That fixes a whole mess of trouble for us concerning IE. To get HTML5 semantic elements and CSS3 Media queries is more complicated. The Story of the HTML5 Shiv does a great job explaining the development landscape that lead to html5 shiv. Of note is the following:

      Fast forward to 2008, HTML5 is gaining momentum. New elements have been specified, however in practice, Internet Explorer 6-8 pose a problem as they do not recognize unknown elements; the new elements cannot hold children and are unaffected by CSS. This sad fact was posing quite a big hinderance to HTML5 adoption.

      John Resig wrote a nice post on HTML5 Shiv that walks through an example of IE's behavior and how a simple javascript call can fix this problem. This is the only known method to get IE to recognize new elements, like HTML5. If there is another method that does not require javascript please let me know.

      The linked screen shots show very little to have much opinion on unless you are trying to design a layout for use only on "mobile". They don't even appear to cover what it looks like to read a thread even just on "mobile".

      I get what you are saying. I updated my post with more refined questions of what I am asking for.

      The "before" screen shots on small devices don't use any of the pre-existing features for supporting small geometries.

      Do you mean preexisting features in the PerlMonks design? Those screens are just after the page loaded. Do I need to append data to the url to get a different design or something else?

Re: PM redesign: status update
by thomas895 (Hermit) on May 24, 2012 at 02:01 UTC

    While it is very nicely done, I still prefer the current design over any new ones. Plus, PM does not use any javascript(in most, if not all places) at the moment, which is a big plus for me, personally. There are reasons why I don't use StackOverflow, and this is one of them.

    In addition, it seems more geared to mobile users, but I seldom use PM on any mobile device. I don't know what you're planning on doing, but if I am limited to only 320x400px of content with the rest being empty space, I will not be impressed.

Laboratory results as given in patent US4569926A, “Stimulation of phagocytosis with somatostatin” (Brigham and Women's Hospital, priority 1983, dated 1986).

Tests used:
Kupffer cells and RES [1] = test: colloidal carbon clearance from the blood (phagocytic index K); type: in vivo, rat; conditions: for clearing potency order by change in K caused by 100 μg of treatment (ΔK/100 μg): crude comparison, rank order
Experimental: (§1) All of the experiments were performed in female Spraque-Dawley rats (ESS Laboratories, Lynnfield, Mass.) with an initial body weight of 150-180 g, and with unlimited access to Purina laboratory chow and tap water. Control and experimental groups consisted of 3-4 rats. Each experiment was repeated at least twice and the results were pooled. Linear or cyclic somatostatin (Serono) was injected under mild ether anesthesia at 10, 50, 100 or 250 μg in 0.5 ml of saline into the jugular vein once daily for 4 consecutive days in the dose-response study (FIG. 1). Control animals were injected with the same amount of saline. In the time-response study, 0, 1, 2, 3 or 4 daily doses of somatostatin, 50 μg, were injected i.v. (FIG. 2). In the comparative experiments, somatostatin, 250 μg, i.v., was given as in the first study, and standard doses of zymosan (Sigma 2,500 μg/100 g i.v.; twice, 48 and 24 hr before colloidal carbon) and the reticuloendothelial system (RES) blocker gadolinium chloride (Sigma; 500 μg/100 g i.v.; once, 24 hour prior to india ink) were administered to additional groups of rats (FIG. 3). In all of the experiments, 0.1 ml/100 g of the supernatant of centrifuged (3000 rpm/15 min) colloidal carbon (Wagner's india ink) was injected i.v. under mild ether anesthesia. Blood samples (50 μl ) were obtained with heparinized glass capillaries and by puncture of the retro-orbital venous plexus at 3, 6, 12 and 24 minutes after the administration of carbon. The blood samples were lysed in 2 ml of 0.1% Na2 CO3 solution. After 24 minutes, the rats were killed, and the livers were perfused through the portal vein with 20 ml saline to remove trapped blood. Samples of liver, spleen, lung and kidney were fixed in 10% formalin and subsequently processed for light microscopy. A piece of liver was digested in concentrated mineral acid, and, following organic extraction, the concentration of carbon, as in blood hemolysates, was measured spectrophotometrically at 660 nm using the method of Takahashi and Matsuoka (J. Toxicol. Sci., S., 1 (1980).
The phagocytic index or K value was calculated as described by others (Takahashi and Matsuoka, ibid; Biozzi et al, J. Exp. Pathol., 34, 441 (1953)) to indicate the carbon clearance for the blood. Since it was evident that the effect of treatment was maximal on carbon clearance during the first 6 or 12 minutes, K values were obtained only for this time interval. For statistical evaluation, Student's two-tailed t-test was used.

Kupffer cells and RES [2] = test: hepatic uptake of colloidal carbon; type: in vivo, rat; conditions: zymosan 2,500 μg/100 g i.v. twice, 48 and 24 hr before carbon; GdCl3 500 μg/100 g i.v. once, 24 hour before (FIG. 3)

Just my opinion, take it with a grain(or perhaps a kilo for some) of salt.

    ~Thomas~
    I believe that the source code to life is written in Perl :-)
        Ditto on that. Doesn't PM bare cover most of the smartphone concerns already?

        Before I get into your question I would like to thank you for pointing out that version of PerlMonks, I did not know about that and here are some screenshots on Opera Mobile and Android. After taking a few minutes to try it out on the desktop and cellphone I can now answer this question. The 'bare' mode does make the browsing experience better in certain cases but other tasks are now harder to complete. Let me explain by going through some of the interconnected design considerations for mobile devices (this is also largely applicable to regular websites as well).

        Emphasize content over navigation. The bare mode takes this to the extreme by removing everything except the main site content. This does make the content first but it also makes navigation harder. With no menu at the top there is no clear way to navigate to other sections. The only available links are the ones intermixed with the content which are targeted at said content not exploring the site in general. This method is also called the "hide n' cry" method. Just remember: "Mobile users will do anything and everything a desktop user will do, provided itís presented in a usable way."

        Pivoting and Exploring a website are common tasks all of us do when using a website. The bare PM has no main navigation visible and no way to access it. The design I am working on compresses the navigation into a drop down select menu that it accessible via a single click. The technique I am using borrows ideas from Convert a Menu to a Dropdown for Small Screens and Unobtrusive Dropdown Page Changer. The goal is not to bury the content in navigation bars but have navigation easily accessible from a central point, usually at the top of the page. Here are some mobile screenshots of a select option and a toggle menu:

        Align with how people use their mobile devices and why. The book "Mobile First" does a great job explaining this:

        • Lookup/Find - I need an answer to something now--frequently related to my current location in the world
        • Explore/Play - I have some time to kill and just want a few idle time distractions.
        • Check In/Status - Something important to me keeps changing or updating and I want to stay on top of it.
        • Edit/Create - I need to get something done now that can't wait.